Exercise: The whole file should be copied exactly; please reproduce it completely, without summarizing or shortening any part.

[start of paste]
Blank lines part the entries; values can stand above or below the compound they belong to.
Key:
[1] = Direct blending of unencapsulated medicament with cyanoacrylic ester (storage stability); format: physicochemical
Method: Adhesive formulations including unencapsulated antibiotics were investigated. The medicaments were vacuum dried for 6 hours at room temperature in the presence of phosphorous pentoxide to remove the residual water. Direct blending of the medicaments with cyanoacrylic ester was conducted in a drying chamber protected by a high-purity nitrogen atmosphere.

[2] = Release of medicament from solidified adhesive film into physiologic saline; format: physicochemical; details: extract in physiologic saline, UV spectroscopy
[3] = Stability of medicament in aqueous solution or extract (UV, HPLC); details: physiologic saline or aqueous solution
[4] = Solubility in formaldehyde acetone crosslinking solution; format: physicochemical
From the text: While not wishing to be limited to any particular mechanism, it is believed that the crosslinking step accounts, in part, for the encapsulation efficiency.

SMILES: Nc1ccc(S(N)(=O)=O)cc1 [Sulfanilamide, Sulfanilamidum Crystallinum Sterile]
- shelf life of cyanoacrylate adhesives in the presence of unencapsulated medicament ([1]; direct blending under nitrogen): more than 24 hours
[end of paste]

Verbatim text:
Blank lines part the entries; values can stand above or below the compound they belong to.
Key:
[1] = Direct blending of unencapsulated medicament with cyanoacrylic ester (storage stability); format: physicochemical
Method: Adhesive formulations including unencapsulated antibiotics were investigated. The medicaments were vacuum dried for 6 hours at room temperature in the presence of phosphorous pentoxide to remove the residual water. Direct blending of the medicaments with cyanoacrylic ester was conducted in a drying chamber protected by a high-purity nitrogen atmosphere.

[2] = Release of medicament from solidified adhesive film into physiologic saline; format: physicochemical; details: extract in physiologic saline, UV spectroscopy
[3] = Stability of medicament in aqueous solution or extract (UV, HPLC); details: physiologic saline or aqueous solution
[4] = Solubility in formaldehyde acetone crosslinking solution; format: physicochemical
From the text: While not wishing to be limited to any particular mechanism, it is believed that the crosslinking step accounts, in part, for the encapsulation efficiency.

SMILES: Nc1ccc(S(N)(=O)=O)cc1 [Sulfanilamide, Sulfanilamidum Crystallinum Sterile]
- shelf life of cyanoacrylate adhesives in the presence of unencapsulated medicament ([1]; direct blending under nitrogen): more than 24 hours